Deadliest year for eco-defenders
For environmental defenders – from activists to indigenous leaders – 2016 was the deadliest year on record. International NGO and watchdog Global Witness estimate that 200 defenders were murdered last year, the highest number on record. With academics estimating 2,000 known environmental conflicts worldwide, numbers are expected to rise year on year.
‘The scramble for natural resources is intensifying,’ Billy Kyte, a campaign leader at Global Witness, told New Internationalist. ‘Increasingly, industries are encroaching onto previously untouched areas rich in resources. These industries – like mining, agriculture, hydro and logging – are coming into conflict with local communities who often have no say in what happens to their land and environment.’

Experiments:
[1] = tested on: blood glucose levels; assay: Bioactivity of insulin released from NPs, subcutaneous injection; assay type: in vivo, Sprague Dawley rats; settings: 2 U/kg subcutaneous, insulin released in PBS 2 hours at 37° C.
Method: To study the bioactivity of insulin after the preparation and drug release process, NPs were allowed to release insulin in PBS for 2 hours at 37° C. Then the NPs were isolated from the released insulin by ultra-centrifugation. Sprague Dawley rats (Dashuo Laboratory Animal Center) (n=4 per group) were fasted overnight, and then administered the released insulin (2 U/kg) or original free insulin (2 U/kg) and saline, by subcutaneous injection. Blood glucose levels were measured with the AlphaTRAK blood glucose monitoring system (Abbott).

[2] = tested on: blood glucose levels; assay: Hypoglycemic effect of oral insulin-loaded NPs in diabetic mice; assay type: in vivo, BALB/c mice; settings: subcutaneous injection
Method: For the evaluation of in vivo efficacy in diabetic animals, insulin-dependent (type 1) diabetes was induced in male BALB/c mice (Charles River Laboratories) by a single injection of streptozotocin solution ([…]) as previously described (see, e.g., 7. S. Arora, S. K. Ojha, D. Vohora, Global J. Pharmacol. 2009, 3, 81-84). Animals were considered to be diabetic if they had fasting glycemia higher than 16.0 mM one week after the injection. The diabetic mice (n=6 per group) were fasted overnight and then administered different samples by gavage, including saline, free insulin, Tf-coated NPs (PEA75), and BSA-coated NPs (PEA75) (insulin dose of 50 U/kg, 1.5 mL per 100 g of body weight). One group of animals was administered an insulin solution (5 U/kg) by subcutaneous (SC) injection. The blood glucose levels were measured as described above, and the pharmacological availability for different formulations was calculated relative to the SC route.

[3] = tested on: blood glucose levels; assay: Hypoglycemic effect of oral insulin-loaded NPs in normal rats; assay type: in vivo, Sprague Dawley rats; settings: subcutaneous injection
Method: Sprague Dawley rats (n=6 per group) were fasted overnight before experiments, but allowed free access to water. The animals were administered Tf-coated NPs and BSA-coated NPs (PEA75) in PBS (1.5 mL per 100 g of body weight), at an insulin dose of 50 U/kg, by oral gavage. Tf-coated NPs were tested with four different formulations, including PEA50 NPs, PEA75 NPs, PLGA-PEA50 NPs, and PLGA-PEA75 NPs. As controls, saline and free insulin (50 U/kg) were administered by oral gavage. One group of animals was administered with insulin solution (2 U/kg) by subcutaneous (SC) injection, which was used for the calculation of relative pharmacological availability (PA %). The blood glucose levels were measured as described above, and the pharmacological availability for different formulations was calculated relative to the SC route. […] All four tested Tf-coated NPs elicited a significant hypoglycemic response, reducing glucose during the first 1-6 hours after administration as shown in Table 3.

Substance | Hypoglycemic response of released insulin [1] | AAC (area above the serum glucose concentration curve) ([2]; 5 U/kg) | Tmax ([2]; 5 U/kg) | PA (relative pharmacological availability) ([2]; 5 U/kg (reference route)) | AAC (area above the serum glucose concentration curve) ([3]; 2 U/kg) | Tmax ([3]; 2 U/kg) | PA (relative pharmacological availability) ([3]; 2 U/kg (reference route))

Global Witness estimates that in 2016 alone there were 49 murders of land and environmental defenders in Brazil and 37 in Colombia. Global Witness has stressed that not only are these the highest numbers yet, they are continuing to rise and spread to more countries. Nearly 100 defenders were murdered in the first five months of 2017.
If defenders aren’t killed, sexual harassment, enforced disappearances, blackmail and illegal surveillance are frequently inflicted. Global Witness says that there is increasing impunity among those responsible, arguing that the blame predominantly lies with state and corporate actors. Parliamentary involvement, police, poachers and landowners rank as the most common suspected perpetrators and attackers.
‘The global community must ensure accountability for these abuses, urgently protect activists on the frontline and tackle the root causes of the violence – namely, the lack of participation by communities in projects that affect their land and the corruption that gives the green light to land-grabbing and environmental abuse,’ stressed Kyte.
This article is from
the October 2017 issue
of New Internationalist.
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